Conservatives Calling for Ruth Bader Ginsburg to Recuse Herself from Abortion Cases
Supreme Court Justice Ruth Bader Ginsburg slammed Texas’ uber-conservative anti-abortion laws in a recent interview, pointing out that they unfairly targeted the poor.
“Any woman who has the wherewithal to travel, to take a plane, to take a train to a state that provides access to abortion — that woman will never have a problem,”Ginsburg said in an interview with New Republic. “It doesn’t matter what Congress or the state legislatures do, there will be other states that provide this facility, and women will have access to it if they can pay for it. Women who can’t pay are the only women who would be affected.”
She also said that the Texas legislators have already shown that they are not the best people to be deciding on the reproductive rights of women.
“How could you trust legislatures in view of the restrictions states are imposing?” Ginsburg said. “Think of the Texas legislation that would put most clinics out of business.”
Her comments infuriated the anti-abortion crowd, who now say that the known pro-choice judge must, in fairness, recuse herself from hearing abortion cases.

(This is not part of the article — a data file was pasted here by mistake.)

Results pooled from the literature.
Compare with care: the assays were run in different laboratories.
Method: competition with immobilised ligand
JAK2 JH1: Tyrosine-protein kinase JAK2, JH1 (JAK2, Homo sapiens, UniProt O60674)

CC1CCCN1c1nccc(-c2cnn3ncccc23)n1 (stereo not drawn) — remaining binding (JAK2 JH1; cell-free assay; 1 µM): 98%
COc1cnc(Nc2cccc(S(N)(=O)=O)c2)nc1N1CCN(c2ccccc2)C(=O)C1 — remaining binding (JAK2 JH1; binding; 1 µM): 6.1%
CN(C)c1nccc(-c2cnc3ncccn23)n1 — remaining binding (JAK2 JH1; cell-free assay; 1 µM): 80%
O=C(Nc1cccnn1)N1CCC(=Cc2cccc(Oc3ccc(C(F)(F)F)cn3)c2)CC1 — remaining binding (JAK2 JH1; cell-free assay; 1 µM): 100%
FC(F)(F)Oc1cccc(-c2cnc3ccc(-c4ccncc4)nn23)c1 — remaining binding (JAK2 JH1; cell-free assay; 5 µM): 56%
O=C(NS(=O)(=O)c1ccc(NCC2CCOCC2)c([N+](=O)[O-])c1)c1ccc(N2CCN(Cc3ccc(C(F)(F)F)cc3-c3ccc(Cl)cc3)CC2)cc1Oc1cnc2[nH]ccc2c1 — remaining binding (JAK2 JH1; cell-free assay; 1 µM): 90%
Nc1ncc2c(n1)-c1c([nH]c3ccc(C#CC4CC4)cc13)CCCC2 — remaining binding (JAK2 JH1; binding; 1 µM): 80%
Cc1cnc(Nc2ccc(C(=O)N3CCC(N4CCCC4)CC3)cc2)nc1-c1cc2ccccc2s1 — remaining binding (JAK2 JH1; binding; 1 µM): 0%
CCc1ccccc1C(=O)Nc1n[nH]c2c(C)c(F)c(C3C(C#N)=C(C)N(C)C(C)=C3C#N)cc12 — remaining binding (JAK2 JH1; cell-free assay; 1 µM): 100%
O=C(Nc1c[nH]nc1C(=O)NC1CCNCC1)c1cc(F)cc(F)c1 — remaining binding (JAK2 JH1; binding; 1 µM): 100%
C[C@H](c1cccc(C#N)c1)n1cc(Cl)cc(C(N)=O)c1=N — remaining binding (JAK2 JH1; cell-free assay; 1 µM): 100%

“It seems that Justice Ginsburg has made up her mind about this law,” conservative law professor Josh Blackman wrote. “It is not a health measure, but a law to put clinics out of business. This would be a per se ‘undue burden’ under Casey. She doesn’t trust the Texas legislature in the least.”
Others said questioning the legislators judgement proved she was more concerned with her pro-abortion cause than talking about the facts.
“Propriety aside, the comments also evince an unmoved confidence in the abortion industry’s assertions, even when they are proven false,” LifeNews‘ Casey Maddox wrote.
For the record, while Ginsburg’s latest comments have renewed the efforts to eliminate her pro-choice power in the Supreme Court, the calls for Ginsberg’s recusal have been standard conservative fare for years.
Here is what lawyer Jed Babbin said in the American Spectator back in 2005:
The Supreme Court is certain to be faced with more than one abortion rights case in the next few years. If any party seeking to limit the broad scope of Roe v. Wade fails to petition for Ginsburg’s recusal, that failure — regardless of the risk it entails — could literally amount to the malpractice of law. After Ginsburg’s remarks they really have no choice but to take the risk or suffer the unmistakable practice of ideology by a sitting justice.
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